Caroline Glick

Former US congressman Robert Wexler is a man worth listening to. Wexler served as then-senator Barack Obama's chief booster in the American Jewish community during the 2008 presidential campaign. He appeared everywhere and said anything to convince the American Jewish community that the same man who sat in the church pews listening to Rev. Jeremiah Wright's anti-Semitic vitriol for two decades, and listed among his closest friends and associates a host of Israel-haters as well as former terrorists, was the greatest friend Israel could ever have.

Once Obama was elected, Wexler continued to serve as his Jewish shill. Wexler traveled to Israel multiple times in the early months of Obama's presidency, to pressure Prime Minister Binyamin Netanyahu to submit to Obama's demand and embrace the cause of Palestinian statehood. After Netanyahu finally announced his support for Palestinian statehood at his speech at Bar-Ilan University in September 2009, Wexler returned with a new demand - that Netanyahu enact a moratorium on Jewish property rights in Judea and Samaria.

In an interview with The Jerusalem Post at the time, Wexler promised that Israel would be richly rewarded if it took the unprecedented step of denying Jews the right to their property in Judea and Samaria simply because they were Jewish. Even if the moratorium were temporary, Obama would view the discriminatory measure as proof of Israel's good intentions.

Moreover, Obama would expect the Palestinians and the wider Arab world to respond to Israel's move by taking steps to normalize their relations with Israel.

For instance, Wexler claimed that Obama had demanded that the Arabs respond to an Israeli moratorium on Jewish property rights by among other things opening trade offices and direct economic ties; conducting cultural and economic exchanges; and permitting Israeli airplanes to overfly their territory.

And in the event that the Arabs refused to rise to the occasion, Wexler proclaimed, "You can rightly say that all bets are off."

Wexler continued, "I want to call their bluff. I want to see, if Israel makes substantial movement toward a credible peace process, whether they are willing to do it. And if they are not, better that we should find out five or six months into the process, before Israel is actually asked to compromise any significant position."

In the event, Netanyahu bowed to Obama's demand and enacted a temporary ban on the exercise of Jewish property rights in Judea and Samaria. And in the aftermath of his stunning move, the Arab world did nothing.

Amazingly, far from calling their bluff, Obama doubled down on his pressure on Israel.

Among other things, since squeezing the first temporary ban on Jewish property rights out of Netanyahu, Obama has demanded that the moratorium be made permanent and be extended to Jerusalem.

As for his vision of the "peace process," Obama has demanded that Israel accept the 1949 armistice lines as the basis for negotiations.

He has used the US veto at the UN Security Council as a means of pressuring Israel to make further unreciprocated concessions to the Palestinians.

And the "pro-Israel" US president has demanded no similar concessions from the Palestinians.

THIS WEEK, Wexler, now the head of the far-left S. Daniel Abraham Center for Middle East Peace, was back in town. Speaking at the Herzliya Conference, he said that Israel should consider extending the ban on Jewish property rights to within the 1949 armistice lines. Wexler based his claim on then-prime minister Ehud Olmert's 2008 peace offer to Fatah leader Mahmoud Abbas.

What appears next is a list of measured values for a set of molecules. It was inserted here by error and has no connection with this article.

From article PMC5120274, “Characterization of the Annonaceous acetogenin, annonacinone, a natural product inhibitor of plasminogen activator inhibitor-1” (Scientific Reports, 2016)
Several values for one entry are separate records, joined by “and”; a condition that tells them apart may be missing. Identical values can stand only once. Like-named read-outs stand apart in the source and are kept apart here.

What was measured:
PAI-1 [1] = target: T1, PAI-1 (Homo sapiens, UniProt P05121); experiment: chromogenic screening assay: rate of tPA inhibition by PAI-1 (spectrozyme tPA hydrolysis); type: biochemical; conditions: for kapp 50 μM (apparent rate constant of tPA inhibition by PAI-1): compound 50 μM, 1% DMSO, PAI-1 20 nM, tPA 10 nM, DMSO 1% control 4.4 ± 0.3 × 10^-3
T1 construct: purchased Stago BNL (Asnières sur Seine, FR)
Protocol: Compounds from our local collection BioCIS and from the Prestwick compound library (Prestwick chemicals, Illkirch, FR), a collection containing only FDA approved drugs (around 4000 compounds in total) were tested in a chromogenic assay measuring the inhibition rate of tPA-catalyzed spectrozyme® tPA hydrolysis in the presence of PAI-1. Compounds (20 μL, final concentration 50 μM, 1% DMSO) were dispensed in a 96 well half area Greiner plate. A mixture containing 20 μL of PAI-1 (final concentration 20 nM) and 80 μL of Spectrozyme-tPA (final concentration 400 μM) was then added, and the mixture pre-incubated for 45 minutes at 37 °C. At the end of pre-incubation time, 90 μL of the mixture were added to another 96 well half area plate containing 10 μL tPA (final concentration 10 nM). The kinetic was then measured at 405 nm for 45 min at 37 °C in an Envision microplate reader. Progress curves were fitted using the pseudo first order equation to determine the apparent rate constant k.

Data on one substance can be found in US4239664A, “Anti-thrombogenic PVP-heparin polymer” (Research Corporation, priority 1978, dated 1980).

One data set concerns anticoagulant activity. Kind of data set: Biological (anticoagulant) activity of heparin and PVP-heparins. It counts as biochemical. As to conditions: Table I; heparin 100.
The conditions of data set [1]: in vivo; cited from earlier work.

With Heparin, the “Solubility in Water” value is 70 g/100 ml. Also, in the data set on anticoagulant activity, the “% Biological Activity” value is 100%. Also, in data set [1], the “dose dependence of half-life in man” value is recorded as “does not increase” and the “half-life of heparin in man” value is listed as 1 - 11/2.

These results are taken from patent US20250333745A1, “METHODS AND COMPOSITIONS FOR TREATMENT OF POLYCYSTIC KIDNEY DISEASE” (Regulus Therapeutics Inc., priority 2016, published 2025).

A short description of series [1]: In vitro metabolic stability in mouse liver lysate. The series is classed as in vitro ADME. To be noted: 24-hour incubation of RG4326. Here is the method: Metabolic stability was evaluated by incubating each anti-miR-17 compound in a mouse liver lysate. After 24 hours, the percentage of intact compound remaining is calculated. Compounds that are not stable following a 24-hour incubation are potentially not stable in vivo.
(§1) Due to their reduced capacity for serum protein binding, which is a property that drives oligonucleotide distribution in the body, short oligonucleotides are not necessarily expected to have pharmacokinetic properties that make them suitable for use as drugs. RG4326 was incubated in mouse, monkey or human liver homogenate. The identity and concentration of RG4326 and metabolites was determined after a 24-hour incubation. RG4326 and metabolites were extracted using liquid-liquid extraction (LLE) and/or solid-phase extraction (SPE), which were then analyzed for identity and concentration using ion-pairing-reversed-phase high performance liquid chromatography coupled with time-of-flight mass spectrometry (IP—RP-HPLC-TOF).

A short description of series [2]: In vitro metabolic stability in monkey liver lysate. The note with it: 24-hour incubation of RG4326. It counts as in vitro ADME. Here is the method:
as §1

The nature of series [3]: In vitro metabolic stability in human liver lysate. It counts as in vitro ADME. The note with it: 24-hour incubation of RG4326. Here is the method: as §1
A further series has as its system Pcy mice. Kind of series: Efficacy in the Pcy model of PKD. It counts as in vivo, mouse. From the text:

Olmert's offer, which Abbas rejected, involved a "land swap," in which in the framework of a comprehensive peace deal, Israel would give the Palestinians land from within its 1949 boundaries in exchange for land in Judea and Samaria that Israel would permanently retain. According to media reports, Olmert offered Abbas 4.5 percent of Israeli territory in exchange for a similar amount of land in Judea and Samaria.

While Wexler appeared at the Herzliya Conference as the president of a nonpartisan nonprofit organization, his continued intimate relationship with Obama is well known. Last fall, Commentary's Omri Ceren documented that Zvika Krieger, Wexler's vice president at the Daniel Abraham Center, authored documents for Obama's reelection campaign. Among other things, those documents cited articles authored by Krieger and Wexler in which they championed Obama's record on Israel from their nonpartisan perch at the Daniel Abraham Center.

Given Wexler's close ties to Obama, it is reasonable to assume that his suggestion that Israel cease exerting its national sovereignty over its sovereign territory in the interests of the peace process is not simply his personal view.

There is much to criticize about Wexler's suggestion. But more important than its arrogant, insulting absurdity, and more disconcerting than Wexler's own hypocrisy, is what his suggestion tells us about the dangers inherent in Netanyahu's current negotiations with the Palestinians.

To understand the connection we need to recall the nature of Olmert's offer to Abbas.

Olmert's negotiations with Abbas were based upon the proposition - repeated ad nauseam to the Israeli public - that "nothing is agreed to until everything is agreed to."

The idea was clear. True, on the one hand, the prime minister was conducting negotiations far from the spotlight, and refusing to tell the public what was on offer. But on the other hand, we could rest assured that that nothing he offered would have any significance whatsoever unless the Palestinians agreed to a final-peace deal with Israel. If they rejected peace, then everything Olmert said would become null and void, and be tossed down the memory hole.